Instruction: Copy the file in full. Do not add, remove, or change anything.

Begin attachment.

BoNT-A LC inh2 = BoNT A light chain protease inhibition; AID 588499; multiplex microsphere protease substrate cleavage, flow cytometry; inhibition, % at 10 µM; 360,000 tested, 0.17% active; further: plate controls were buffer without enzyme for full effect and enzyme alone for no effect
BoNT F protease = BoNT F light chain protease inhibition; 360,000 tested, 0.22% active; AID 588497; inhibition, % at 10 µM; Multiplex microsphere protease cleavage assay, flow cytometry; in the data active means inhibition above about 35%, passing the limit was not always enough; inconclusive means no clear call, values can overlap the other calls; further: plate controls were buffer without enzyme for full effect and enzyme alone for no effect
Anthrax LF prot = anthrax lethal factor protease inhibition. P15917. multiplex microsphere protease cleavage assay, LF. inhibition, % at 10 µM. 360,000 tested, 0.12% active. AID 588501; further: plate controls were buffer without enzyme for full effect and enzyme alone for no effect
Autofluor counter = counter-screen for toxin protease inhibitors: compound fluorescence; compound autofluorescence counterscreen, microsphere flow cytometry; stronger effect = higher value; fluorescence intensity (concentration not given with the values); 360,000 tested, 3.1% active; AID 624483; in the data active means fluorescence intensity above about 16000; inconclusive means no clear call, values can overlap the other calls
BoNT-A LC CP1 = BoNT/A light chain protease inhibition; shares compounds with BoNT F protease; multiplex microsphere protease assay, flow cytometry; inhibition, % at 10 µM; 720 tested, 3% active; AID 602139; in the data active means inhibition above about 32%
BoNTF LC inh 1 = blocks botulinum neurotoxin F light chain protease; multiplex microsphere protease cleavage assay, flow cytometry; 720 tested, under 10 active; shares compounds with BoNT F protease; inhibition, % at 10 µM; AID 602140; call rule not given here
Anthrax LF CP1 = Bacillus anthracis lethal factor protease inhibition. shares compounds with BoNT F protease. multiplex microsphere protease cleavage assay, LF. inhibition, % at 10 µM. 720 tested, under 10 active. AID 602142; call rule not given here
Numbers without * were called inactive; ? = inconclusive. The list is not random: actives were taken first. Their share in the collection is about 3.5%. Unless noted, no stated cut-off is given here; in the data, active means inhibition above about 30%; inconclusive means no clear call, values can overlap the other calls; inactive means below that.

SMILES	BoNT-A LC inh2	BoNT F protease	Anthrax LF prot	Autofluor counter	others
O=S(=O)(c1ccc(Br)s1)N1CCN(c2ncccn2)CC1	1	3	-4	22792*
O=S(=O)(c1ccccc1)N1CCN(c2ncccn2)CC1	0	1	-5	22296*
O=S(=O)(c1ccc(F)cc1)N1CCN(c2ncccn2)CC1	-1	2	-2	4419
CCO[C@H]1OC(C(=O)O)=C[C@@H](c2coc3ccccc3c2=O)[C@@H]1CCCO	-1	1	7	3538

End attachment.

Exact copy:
BoNT-A LC inh2 = BoNT A light chain protease inhibition; AID 588499; multiplex microsphere protease substrate cleavage, flow cytometry; inhibition, % at 10 µM; 360,000 tested, 0.17% active; further: plate controls were buffer without enzyme for full effect and enzyme alone for no effect
BoNT F protease = BoNT F light chain protease inhibition; 360,000 tested, 0.22% active; AID 588497; inhibition, % at 10 µM; Multiplex microsphere protease cleavage assay, flow cytometry; in the data active means inhibition above about 35%, passing the limit was not always enough; inconclusive means no clear call, values can overlap the other calls; further: plate controls were buffer without enzyme for full effect and enzyme alone for no effect
Anthrax LF prot = anthrax lethal factor protease inhibition. P15917. multiplex microsphere protease cleavage assay, LF. inhibition, % at 10 µM. 360,000 tested, 0.12% active. AID 588501; further: plate controls were buffer without enzyme for full effect and enzyme alone for no effect
Autofluor counter = counter-screen for toxin protease inhibitors: compound fluorescence; compound autofluorescence counterscreen, microsphere flow cytometry; stronger effect = higher value; fluorescence intensity (concentration not given with the values); 360,000 tested, 3.1% active; AID 624483; in the data active means fluorescence intensity above about 16000; inconclusive means no clear call, values can overlap the other calls
BoNT-A LC CP1 = BoNT/A light chain protease inhibition; shares compounds with BoNT F protease; multiplex microsphere protease assay, flow cytometry; inhibition, % at 10 µM; 720 tested, 3% active; AID 602139; in the data active means inhibition above about 32%
BoNTF LC inh 1 = blocks botulinum neurotoxin F light chain protease; multiplex microsphere protease cleavage assay, flow cytometry; 720 tested, under 10 active; shares compounds with BoNT F protease; inhibition, % at 10 µM; AID 602140; call rule not given here
Anthrax LF CP1 = Bacillus anthracis lethal factor protease inhibition. shares compounds with BoNT F protease. multiplex microsphere protease cleavage assay, LF. inhibition, % at 10 µM. 720 tested, under 10 active. AID 602142; call rule not given here
Numbers without * were called inactive; ? = inconclusive. The list is not random: actives were taken first. Their share in the collection is about 3.5%. Unless noted, no stated cut-off is given here; in the data, active means inhibition above about 30%; inconclusive means no clear call, values can overlap the other calls; inactive means below that.

SMILES	BoNT-A LC inh2	BoNT F protease	Anthrax LF prot	Autofluor counter	others
O=S(=O)(c1ccc(Br)s1)N1CCN(c2ncccn2)CC1	1	3	-4	22792*
O=S(=O)(c1ccccc1)N1CCN(c2ncccn2)CC1	0	1	-5	22296*
O=S(=O)(c1ccc(F)cc1)N1CCN(c2ncccn2)CC1	-1	2	-2	4419
CCO[C@H]1OC(C(=O)O)=C[C@@H](c2coc3ccccc3c2=O)[C@@H]1CCCO	-1	1	7	3538